'Christmas magic lives in the hearts of children'

Santa Claus waves to children and adults alike while asking their Christmas wishes
Santa Claus waves to children and adults alike while asking their Christmas wishes

With December being right around the corner, The Daily Jeffersonian reached out to Santa Claus to see what message he wanted to share with our readers this holiday season. Santa has been busy at the North Pole preparing for Christmas Eve, but was able to chat about the Guernsey County Secret Santa program.

For those who don't know, Santa Claus has quite a large operation he runs right here in Guernsey County, aptly named Secret Santa. The program is run entirely by volunteer elves and helpers, who work tirelessly throughout the year to provide local children with an experience they will never forget.

Some of those volunteers represent Santa on Christmas Eve, as they travel around delivering presents and smiles. One of those volunteers has a close relationship with The Daily Jeffersonian, as he saved the life of an elderly woman while on his paper route as a young boy, according to Santa Claus.

"I was watching that day, and when William Alpha Johnston came to deliver the newspaper to an elderly customer, he noticed it was odd her paper from the previous day was still out, and her mail hadn't been gathered. Upon further inspection, he saw she was lying on the floor of her home, unresponsive. Little Alpha (as he's known around the North Pole) did the right thing by getting help for his customer and calling for first responders. If he hadn't been such a good boy, who knows what could have happened" recalled Santa.

Johnston grew up and felt the calling to help deliver the Christmas spirit and make a difference in his community. For the past 21 years, he has been one of Santa's top helpers, filling those big boots whenever he had the chance. Hearing wishes from children at various events, dancing on Wheeling Avenue for a Secret Santa boot drive, or delivering gifts on Christmas Eve, he keeps busy throughout the holiday season. Recently, it was reported that Johnston stood in for the actual Santa during the Cambridge Christmas Parade, a first for him. Santa Claus has yet to confirm the details of that report.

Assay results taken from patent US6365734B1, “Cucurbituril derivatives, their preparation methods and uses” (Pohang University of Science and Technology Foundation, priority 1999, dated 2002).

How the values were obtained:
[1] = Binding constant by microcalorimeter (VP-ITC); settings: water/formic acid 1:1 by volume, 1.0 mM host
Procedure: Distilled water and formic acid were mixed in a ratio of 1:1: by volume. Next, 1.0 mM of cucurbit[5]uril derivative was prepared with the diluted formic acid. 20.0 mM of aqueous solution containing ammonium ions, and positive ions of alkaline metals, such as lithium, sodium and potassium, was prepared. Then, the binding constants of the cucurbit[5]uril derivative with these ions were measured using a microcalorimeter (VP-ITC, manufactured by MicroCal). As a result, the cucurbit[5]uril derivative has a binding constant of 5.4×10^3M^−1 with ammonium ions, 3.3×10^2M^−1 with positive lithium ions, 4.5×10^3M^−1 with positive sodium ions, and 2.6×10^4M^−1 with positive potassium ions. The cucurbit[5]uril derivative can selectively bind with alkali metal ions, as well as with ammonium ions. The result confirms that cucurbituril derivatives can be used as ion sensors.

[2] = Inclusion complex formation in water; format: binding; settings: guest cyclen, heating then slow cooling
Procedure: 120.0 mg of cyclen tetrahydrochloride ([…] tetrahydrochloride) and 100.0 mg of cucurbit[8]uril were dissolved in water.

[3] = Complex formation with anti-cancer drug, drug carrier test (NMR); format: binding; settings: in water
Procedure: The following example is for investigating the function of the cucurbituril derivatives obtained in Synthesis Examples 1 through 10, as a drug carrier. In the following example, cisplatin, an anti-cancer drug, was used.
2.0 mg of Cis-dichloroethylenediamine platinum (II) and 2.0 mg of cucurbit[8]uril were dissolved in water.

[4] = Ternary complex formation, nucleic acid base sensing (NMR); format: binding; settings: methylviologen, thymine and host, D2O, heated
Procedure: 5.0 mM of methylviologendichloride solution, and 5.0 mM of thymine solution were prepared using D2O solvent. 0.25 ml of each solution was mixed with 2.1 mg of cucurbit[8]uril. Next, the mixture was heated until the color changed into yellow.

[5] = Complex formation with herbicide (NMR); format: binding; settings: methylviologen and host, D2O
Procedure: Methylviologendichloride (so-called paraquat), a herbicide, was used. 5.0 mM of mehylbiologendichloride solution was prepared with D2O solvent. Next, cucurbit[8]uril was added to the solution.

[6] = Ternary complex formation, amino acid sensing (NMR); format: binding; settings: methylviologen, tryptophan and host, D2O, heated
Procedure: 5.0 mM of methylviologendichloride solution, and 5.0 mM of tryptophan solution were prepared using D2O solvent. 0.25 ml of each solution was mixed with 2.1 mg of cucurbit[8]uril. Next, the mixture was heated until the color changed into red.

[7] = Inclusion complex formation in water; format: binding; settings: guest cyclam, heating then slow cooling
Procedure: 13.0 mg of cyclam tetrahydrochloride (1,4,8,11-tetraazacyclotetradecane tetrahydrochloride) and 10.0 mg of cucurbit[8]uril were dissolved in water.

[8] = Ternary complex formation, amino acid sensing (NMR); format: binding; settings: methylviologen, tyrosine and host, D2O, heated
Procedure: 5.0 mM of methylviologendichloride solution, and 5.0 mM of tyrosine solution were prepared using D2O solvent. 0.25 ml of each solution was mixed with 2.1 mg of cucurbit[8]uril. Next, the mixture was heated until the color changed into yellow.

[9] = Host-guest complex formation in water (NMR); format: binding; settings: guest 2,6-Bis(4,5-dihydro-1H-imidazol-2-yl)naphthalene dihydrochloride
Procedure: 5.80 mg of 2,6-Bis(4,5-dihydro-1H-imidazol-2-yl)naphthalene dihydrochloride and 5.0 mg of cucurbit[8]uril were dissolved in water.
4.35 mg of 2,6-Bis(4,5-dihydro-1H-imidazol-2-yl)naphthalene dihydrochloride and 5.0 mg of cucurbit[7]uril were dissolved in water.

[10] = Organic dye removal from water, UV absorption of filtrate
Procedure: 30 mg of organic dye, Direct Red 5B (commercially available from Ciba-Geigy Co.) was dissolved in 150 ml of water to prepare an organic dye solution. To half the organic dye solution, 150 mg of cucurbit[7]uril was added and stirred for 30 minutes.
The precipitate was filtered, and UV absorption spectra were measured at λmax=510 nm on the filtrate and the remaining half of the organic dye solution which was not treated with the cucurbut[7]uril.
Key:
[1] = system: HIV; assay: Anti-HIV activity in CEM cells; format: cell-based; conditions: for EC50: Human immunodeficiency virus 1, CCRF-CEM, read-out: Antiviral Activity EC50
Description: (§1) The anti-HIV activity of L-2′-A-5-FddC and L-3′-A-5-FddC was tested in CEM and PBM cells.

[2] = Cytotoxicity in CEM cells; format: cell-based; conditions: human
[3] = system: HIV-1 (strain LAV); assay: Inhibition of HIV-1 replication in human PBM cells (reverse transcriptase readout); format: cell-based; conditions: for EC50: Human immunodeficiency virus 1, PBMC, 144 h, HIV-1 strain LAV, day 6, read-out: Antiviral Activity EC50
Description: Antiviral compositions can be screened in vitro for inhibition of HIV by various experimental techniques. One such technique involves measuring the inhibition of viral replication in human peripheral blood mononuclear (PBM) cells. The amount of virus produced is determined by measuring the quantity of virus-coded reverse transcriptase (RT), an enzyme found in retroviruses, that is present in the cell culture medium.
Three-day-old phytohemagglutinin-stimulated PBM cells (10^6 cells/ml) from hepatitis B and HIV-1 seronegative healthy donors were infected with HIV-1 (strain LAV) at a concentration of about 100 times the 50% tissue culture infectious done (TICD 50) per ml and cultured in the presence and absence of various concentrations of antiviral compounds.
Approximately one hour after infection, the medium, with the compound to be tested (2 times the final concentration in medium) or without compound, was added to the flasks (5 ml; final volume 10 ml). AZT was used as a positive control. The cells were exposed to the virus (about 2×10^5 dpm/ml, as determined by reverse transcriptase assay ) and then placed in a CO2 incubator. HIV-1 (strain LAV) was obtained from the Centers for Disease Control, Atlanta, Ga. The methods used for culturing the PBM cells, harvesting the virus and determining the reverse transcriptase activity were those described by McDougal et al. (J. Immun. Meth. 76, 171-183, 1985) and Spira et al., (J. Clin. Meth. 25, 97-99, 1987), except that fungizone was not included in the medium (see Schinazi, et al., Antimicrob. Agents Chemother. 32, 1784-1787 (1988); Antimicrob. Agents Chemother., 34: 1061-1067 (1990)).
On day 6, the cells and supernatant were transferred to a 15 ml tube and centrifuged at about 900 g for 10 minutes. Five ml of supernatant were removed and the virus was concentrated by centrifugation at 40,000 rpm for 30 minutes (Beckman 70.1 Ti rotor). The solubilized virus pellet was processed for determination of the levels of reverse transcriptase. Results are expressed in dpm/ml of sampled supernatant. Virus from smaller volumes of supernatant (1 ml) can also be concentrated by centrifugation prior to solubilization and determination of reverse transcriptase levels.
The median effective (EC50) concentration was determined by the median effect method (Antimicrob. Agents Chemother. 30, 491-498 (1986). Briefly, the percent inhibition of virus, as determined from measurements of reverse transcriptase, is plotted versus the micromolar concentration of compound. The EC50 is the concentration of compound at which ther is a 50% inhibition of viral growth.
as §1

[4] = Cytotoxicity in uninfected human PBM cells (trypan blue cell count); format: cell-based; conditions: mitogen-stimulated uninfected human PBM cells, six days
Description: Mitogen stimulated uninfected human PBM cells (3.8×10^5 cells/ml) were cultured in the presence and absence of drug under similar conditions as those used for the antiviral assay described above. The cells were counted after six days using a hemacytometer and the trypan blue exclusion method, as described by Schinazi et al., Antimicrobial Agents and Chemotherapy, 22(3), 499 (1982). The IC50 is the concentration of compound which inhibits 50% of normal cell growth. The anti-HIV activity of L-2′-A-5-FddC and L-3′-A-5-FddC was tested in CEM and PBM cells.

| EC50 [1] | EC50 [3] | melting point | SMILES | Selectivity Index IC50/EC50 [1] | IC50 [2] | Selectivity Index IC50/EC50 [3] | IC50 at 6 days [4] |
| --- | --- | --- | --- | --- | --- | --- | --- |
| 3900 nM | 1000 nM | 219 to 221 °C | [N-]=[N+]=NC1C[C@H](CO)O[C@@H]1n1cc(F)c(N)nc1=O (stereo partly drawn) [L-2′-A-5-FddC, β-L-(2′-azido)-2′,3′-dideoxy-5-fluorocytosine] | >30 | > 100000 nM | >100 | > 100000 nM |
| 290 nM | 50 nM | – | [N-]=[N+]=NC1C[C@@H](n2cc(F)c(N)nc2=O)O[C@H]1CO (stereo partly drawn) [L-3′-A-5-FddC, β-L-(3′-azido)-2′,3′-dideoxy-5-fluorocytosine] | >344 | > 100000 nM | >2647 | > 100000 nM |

When asked what's been his favorite part about being one of Santa's helpers Johnston replied, "It's always the kids. Just to see their faces light up when they see you." While most children ask Santa for toys, some ask for more. "I asked one little girl one time what she wanted for Christmas and she said 'I just want some money to help Mommy pay our bills this winter'" recalled Johnston. "They say stuff that gets you (in the heart)."

Being one of Santa Claus' representatives hasn't always been easy for Johnston. While out delivering gifts on Christmas Eve one year, he was crossing the street, accompanied by vehicles with their lights flashing, when a woman sped through an intersection and hit him. Luckily a twisted knee was the only injury. The woman stated she was in a hurry to get home because Santa Claus was there and she wanted to be sure her kids saw him.

Kasey Crooks, Melissa Wheeler, William Johnston, Tammy Ball and Gerry Shaffer help out at the Christmas in July Wheeling Avenue boot drive for Secret Santa.
Kasey Crooks, Melissa Wheeler, William Johnston, Tammy Ball and Gerry Shaffer help out at the Christmas in July Wheeling Avenue boot drive for Secret Santa.

Even with all of the Christmas events that Santa is asked to be at, the biggest night is, of course, Christmas Eve. The volunteers with the Secret Santa program (and sometimes Santa Claus himself) gather up the bags of presents they've collected throughout the year and make the drop-offs, sometimes delivering until 5 a.m. if necessary.

The program delivers gifts to an average of 500 families a year. As of last week, more than 100 children have already had their names submitted for 2022. Secret Santa operates under the tax exemption of the fire department, so local departments often will deliver to their respective service areas.

Those who help run the operation volunteer time and energy throughout the entire year. If any local students need volunteer hours to graduate, they can meet those requirements at Secret Santa. Wrapping, bagging, and delivering are all areas where help is needed. The program is also on the lookout for more Santas as backup, or to help cover routes.

The operation has a new home this year at 708 Wheeling Ave. in Cambridge, behind Bennet Paper by the train tracks. Families can call the program and give their information to receive a visit and presents from Old Saint Nick. If there is only one child in a household, Santa has deemed that child to be guaranteed a bicycle.

When asked what Santa's message to area adults was, he replied "On Christmas Eve, Santa will be out and about. So if you see any flashing lights, please be aware Santa may be crossing the street."

When asked what Santa wanted to say to area kids, he replied, "Santa is always watching. I see you arguing with your siblings and not picking up your toys, so we need to stop doing that. I don't want to step on something and accidentally break it, because my elves are very busy this time of year making toys. Be sure to eat your dinners, and, know this: I know there are no bad kids. I use my Santa magic and can tell if you've got a little ornery streak, but every kid argues and forgets to pick up their toys. So, keep believing and doing the very best that you can because Christmas magic lives in the hearts of children, and Santa sees it. Have a very Merry Christmas! HO! HO! HO!"

For more information about the Secret Santa program, to volunteer or to sign up a family or child, call 740-439-0934.

This article originally appeared on The Daily Jeffersonian: 'Christmas magic lives in the hearts of children'